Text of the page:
President Donald Trump is living proof of the consequences when anti-tax populism lacks a clear plan to address deficits and trillion-dollar priorities for spending on defense, infrastructure or, say, a border wall. Trump’s tax-cut plan passed, and the federal debt ballooned to a record $21 trillion.

Governing requires give-and-take compromises that don’t always fit into the anti-taxation mold. Unforeseen problems such as wars and natural disasters wreak havoc on balanced-budget absolutism.

In Houston’s conservative suburbs last year, Hurricane Harvey turned Tea Party fanatics into realists. Texas GOP Sen. Ted Cruz, a Tea Party champion, tried hard to hold the “no” line when it came to disaster-relief funding after Hurricane Sandy battered the East Coast in 2012. He faced an embarrassing reversal when Congress cast a skeptical eye toward a $15.25 billion disaster-relief package for Houston, his hometown.

Cruz is now fighting to retain his seat. The Houston Chronicle reports that “Missing” posters are appearing around the city with Cruz’s photo attached, as if he were a missing pet. Tea Party voters accuse him of betrayal. Texas Democrat Beto O’Rourke has pulled within 10 percentage points against Cruz in preference polls - no small feat in a state that hasn’t elected a Democrat to statewide office since 1994.

The Tea Party model failed because it lacked a coherent strategy. Those who jumped behind the Trump model are likely to experience similar frustration. Politicians touting simplistic solutions rarely survive the test of time.


Springfield News-Leader, June 21

A few years ago, Missouri leaders realized they needed to change their philosophy on dealing with children in troubled homes.

The goal never changed. At the heart of the issue has always been protecting children. For decades, that meant taking kids out of rough homes and placing them in the foster care system, with the hopes of leading them to a better home.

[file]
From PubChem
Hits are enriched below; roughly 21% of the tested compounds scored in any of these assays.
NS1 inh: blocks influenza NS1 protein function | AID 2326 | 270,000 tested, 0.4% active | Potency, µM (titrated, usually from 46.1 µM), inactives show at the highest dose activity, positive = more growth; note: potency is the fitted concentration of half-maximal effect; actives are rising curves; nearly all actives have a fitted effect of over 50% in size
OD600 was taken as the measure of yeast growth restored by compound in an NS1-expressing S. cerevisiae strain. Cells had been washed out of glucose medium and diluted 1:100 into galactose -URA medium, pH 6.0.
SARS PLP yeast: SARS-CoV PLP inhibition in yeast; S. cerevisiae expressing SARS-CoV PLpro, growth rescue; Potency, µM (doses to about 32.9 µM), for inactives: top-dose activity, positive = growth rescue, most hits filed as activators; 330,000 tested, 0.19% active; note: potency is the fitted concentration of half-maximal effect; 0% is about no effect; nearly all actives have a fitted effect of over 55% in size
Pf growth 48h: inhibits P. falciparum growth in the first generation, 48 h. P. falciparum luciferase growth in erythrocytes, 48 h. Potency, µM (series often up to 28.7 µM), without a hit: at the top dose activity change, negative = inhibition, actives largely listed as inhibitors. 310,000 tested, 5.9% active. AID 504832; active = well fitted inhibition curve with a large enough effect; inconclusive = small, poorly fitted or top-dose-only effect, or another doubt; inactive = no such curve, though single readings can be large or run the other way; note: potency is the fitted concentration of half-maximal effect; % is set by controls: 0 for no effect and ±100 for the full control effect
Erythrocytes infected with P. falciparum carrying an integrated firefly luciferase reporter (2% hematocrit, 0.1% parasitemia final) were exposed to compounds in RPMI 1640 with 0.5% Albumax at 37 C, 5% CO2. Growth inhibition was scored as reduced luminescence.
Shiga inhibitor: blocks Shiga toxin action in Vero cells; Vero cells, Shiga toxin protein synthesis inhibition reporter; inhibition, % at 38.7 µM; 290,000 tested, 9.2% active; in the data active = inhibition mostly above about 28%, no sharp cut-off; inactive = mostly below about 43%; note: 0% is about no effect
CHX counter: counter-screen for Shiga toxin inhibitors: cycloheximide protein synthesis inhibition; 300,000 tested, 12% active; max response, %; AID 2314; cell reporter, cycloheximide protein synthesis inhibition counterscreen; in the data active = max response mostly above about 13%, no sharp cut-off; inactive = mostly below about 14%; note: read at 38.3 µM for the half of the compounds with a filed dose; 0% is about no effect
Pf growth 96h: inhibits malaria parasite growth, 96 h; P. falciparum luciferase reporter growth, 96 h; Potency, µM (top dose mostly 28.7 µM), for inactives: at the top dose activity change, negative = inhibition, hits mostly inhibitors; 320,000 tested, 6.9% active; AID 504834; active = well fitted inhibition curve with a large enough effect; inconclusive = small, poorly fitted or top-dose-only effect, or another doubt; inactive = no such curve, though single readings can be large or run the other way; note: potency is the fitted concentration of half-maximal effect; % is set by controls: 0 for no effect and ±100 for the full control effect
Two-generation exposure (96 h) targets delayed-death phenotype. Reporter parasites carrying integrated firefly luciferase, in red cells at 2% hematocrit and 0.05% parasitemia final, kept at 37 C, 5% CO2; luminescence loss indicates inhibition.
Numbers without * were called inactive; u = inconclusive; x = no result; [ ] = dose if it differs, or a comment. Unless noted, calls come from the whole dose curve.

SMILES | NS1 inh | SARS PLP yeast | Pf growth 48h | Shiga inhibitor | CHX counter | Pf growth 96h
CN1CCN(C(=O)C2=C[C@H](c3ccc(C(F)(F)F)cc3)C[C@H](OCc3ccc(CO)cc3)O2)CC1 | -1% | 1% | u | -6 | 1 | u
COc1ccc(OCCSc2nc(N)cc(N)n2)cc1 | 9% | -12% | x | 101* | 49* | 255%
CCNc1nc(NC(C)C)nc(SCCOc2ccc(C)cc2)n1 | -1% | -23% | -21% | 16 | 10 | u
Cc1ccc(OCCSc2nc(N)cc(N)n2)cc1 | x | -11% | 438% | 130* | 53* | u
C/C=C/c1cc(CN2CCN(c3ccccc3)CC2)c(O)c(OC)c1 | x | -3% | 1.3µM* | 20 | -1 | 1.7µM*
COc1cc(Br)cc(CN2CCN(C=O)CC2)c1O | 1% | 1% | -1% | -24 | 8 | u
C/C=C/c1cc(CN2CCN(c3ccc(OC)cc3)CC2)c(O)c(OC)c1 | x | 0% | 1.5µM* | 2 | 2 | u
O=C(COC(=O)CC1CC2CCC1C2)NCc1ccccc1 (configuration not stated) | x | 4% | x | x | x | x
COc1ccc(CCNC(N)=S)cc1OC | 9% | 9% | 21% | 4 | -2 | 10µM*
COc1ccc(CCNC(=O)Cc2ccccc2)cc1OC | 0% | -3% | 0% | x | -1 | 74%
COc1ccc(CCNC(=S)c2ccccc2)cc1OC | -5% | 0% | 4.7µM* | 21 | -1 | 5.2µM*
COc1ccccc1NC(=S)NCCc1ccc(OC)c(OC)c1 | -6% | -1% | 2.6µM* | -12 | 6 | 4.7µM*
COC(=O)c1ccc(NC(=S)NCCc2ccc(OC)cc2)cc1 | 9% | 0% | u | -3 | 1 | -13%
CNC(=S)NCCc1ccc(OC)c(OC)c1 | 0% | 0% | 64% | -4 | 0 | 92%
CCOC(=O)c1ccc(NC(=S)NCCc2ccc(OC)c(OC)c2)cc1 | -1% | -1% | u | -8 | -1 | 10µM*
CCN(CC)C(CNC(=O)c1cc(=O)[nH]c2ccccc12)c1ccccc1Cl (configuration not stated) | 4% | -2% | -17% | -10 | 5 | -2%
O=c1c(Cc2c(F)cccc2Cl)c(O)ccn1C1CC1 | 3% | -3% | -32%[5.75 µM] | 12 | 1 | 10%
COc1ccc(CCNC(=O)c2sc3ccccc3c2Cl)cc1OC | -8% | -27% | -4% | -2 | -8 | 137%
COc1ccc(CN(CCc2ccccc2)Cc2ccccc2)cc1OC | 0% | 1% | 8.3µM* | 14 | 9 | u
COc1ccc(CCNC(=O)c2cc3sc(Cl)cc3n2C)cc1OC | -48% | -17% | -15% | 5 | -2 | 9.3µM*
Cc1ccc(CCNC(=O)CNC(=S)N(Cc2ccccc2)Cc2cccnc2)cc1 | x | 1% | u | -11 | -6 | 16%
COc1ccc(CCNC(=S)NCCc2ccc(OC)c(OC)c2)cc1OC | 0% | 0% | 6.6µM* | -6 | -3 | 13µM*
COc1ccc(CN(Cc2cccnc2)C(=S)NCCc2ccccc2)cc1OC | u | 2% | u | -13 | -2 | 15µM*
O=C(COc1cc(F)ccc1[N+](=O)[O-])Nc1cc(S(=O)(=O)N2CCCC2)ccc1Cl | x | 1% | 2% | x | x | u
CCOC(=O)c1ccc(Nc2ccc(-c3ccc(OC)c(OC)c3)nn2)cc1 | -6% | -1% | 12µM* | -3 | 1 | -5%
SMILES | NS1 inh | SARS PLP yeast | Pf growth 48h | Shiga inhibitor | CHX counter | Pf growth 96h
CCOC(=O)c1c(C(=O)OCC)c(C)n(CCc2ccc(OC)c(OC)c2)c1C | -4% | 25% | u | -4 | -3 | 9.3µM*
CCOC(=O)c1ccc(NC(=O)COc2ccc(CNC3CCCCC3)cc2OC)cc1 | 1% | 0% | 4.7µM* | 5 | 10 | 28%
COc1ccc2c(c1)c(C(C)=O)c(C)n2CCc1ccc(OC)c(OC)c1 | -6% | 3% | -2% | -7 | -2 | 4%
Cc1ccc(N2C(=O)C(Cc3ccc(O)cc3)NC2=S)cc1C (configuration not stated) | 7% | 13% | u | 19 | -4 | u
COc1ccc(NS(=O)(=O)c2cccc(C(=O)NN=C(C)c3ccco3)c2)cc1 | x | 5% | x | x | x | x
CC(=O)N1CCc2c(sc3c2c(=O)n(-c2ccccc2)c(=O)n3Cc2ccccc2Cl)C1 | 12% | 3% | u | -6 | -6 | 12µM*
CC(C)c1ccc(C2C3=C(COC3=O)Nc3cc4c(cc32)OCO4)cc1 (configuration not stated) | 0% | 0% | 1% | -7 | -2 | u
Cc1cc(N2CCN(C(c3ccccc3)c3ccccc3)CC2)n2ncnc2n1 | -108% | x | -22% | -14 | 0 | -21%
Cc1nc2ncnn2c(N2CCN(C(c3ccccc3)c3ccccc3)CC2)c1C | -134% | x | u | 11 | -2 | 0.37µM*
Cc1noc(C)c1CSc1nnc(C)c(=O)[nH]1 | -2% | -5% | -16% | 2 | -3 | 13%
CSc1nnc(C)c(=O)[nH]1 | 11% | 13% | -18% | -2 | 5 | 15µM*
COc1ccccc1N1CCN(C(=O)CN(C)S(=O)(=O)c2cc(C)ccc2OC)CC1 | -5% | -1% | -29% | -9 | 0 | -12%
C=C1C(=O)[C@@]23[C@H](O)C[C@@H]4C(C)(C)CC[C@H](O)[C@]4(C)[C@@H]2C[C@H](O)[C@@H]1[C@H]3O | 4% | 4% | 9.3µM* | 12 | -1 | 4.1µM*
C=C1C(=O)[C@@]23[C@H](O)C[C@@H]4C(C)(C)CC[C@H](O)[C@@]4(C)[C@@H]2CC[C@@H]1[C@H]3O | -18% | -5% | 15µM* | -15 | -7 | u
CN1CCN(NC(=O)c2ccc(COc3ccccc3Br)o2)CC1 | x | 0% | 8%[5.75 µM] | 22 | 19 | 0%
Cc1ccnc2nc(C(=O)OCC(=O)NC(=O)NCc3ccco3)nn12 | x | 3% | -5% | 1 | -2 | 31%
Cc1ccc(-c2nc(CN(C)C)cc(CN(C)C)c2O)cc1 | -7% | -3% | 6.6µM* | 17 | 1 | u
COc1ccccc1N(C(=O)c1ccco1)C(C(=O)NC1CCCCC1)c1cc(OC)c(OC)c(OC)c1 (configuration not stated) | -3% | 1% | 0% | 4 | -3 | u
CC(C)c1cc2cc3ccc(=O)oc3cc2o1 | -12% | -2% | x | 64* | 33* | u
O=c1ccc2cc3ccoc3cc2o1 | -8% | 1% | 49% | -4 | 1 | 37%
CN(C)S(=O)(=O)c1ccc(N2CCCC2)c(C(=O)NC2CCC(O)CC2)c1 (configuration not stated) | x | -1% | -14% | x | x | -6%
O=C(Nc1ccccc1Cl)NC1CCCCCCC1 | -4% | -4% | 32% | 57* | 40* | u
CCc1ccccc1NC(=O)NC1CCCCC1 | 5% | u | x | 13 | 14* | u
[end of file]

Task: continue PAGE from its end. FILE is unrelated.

However, we’re a little wiser now about what children need.

A 2005 study found that, as adults, children who were placed in foster care had PTSD rates twice as high as U.S. War Veterans. Even with the best intentions, removing a child from a family is traumatic.

So what officials aim to do now is to work with the parents in the home as much as possible. The next step is usually to search far and wide for family that can care for a child while a parent gets support, treatment or even legal intervention. The end goal, if possible, is to reunite the child with his or her biological parents.

We make those efforts because we’ve found it’s in the best interest of the child.

And that’s what federal officials should be considering as we deal with current immigration issues.

It’s possible to maintain order and enforce the law without removing children from their families.

Sen. Roy Blunt is among other legislators who have proposed a workable solution with the Protect Kids and Parents Act.

On one hand, it aims to increase immigration judges and authorize new shelters to deal with an increase in families seeking asylum. In doing so, it also mandates that immigrant families must be kept together unless there is “aggravated criminal conduct or threat of harm to the children.”

Wednesday afternoon, President Donald Trump signed an order ending the practice of separating families.

The argument on this issue has largely been about the welfare of children versus the requirement to uphold the law. And while there’s a more sophisticated debate to be had along those lines, there’s one piece of the puzzle that should be simple: We should do our best to not cause lifelong trauma to children.

Our immigration issues are unlike legal issues we’re familiar with domestically, but it’s normal to draw comparisons in an attempt to understand what’s happening at the border.

A lot of folks have argued that we’re handling people seeking asylum illegally the same way we’d handle any other lawbreaker - the adult goes to jail, whether he or she has children.

That’s often true, but many times there is another parent in the home that can still care for children. If Child Services must be involved, then the search begins for other family.

Immigration matters, like family issues we deal with locally, don’t have to go ignored. We can still intervene. We can still enforce the law. We can still protect children.

But to do that, we have to understand that it means doing everything we can to keep them with their families.